Utah News
6:29 pm
Thu May 29, 2014

Minority Entrepreneurs Hit Marketplace Roadblocks

Minority entrepreneurs in the U.S. who believe their road to success is more difficult than those of the racial majority may be right, according to new research.

A new study shows that minority entrepreneurs have a more difficult time securing financing than their Caucasian counterparts.
Credit omwbe.wa.gov

A recent study published in the Journal of Consumer Research examines how racial minority entrepreneurs maneuver the marketplace and approach financial situations where there are restrictions.


Sterling Bone, assistant professor of business at Utah State University and one of the researchers on the project, said entrepreneurs who are minorities face more obstacles and deal with rejection differently than their Caucasian counterparts.

“We were surprised to see how differences these experiences really were,” said Bone. “There are differences in the level of treatment, the level of opportunity, the level of information that minorities receive when seeking these types of services.”

The research included sending “mystery shoppers” to banks seeking information about loans, in-depth interviews with minority owners of small businesses and an experiment which studied how minority and non-minority consumers felt about themselves before and after a loan request rejection.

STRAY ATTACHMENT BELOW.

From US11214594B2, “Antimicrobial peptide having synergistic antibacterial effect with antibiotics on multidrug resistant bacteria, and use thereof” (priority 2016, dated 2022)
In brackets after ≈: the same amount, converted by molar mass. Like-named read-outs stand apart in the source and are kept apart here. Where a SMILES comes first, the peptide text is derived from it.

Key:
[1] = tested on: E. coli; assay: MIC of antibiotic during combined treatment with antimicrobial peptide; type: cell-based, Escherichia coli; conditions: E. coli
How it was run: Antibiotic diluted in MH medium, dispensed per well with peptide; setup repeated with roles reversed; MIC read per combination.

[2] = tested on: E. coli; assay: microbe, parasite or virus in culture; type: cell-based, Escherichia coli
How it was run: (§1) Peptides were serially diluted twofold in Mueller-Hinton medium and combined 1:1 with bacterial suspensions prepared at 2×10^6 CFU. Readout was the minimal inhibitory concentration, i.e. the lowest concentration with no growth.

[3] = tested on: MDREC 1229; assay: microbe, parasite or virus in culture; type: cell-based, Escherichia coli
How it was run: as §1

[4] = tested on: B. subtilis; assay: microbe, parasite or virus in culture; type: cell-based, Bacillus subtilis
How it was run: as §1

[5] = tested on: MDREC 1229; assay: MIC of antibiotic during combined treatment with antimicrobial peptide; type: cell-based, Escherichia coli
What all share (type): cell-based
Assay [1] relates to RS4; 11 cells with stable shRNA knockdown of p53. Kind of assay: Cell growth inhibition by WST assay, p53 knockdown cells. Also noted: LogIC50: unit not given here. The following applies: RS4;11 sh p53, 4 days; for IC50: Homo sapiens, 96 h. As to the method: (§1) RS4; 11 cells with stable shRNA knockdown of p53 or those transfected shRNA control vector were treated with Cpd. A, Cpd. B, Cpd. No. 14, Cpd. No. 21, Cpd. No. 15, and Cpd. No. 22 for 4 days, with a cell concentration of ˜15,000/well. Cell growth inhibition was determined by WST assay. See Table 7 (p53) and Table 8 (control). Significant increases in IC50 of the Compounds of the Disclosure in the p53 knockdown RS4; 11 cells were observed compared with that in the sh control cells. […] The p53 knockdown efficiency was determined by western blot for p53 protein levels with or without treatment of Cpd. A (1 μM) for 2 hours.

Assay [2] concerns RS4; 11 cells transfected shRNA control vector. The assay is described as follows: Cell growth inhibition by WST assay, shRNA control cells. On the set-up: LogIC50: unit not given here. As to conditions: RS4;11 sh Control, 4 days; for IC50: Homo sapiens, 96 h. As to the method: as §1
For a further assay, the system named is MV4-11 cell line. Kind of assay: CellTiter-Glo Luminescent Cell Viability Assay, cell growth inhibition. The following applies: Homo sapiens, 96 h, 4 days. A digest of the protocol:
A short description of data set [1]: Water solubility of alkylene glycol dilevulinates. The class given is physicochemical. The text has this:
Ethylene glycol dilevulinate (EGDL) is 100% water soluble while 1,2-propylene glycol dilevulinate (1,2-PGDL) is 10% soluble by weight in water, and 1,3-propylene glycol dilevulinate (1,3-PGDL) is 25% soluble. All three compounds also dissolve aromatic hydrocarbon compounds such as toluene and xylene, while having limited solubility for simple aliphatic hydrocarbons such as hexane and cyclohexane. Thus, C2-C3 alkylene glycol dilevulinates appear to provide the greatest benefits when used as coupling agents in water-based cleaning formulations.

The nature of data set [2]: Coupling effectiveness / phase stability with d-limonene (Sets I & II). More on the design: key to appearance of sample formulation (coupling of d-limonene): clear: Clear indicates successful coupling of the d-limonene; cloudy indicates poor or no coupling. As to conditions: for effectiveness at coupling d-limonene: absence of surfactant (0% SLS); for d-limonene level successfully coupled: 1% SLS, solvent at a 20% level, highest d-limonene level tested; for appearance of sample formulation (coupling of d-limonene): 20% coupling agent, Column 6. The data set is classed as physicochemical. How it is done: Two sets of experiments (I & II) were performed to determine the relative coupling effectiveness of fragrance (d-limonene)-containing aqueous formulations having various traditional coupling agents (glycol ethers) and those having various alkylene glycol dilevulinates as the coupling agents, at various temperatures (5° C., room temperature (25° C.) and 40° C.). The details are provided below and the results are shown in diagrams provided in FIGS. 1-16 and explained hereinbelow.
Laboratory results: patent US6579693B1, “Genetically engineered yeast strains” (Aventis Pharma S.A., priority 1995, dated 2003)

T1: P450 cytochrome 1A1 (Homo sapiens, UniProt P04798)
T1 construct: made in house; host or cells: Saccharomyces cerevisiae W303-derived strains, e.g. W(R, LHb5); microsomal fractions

Associate professor of marketing at Brigham Young University and researcher on the study Glenn Christensen said race impacted all decisions minority individuals made during the process of trying to secure financing for their small businesses. He said ethnicity not only affected business financing attempts, but altered other life experiences and how individuals viewed themselves as well.

“Their self-esteem, their sense of control and autonomy and efficacy in the world—all of those are hit pretty hard when they encounter the inability to make marketplace choices,” said Christensen.

Caucasian entrepreneurs in the study tended to view setbacks as bad judgment of those making the decisions, not as a threat to self-esteem.

Read more from the study in the Journal of Consumer Research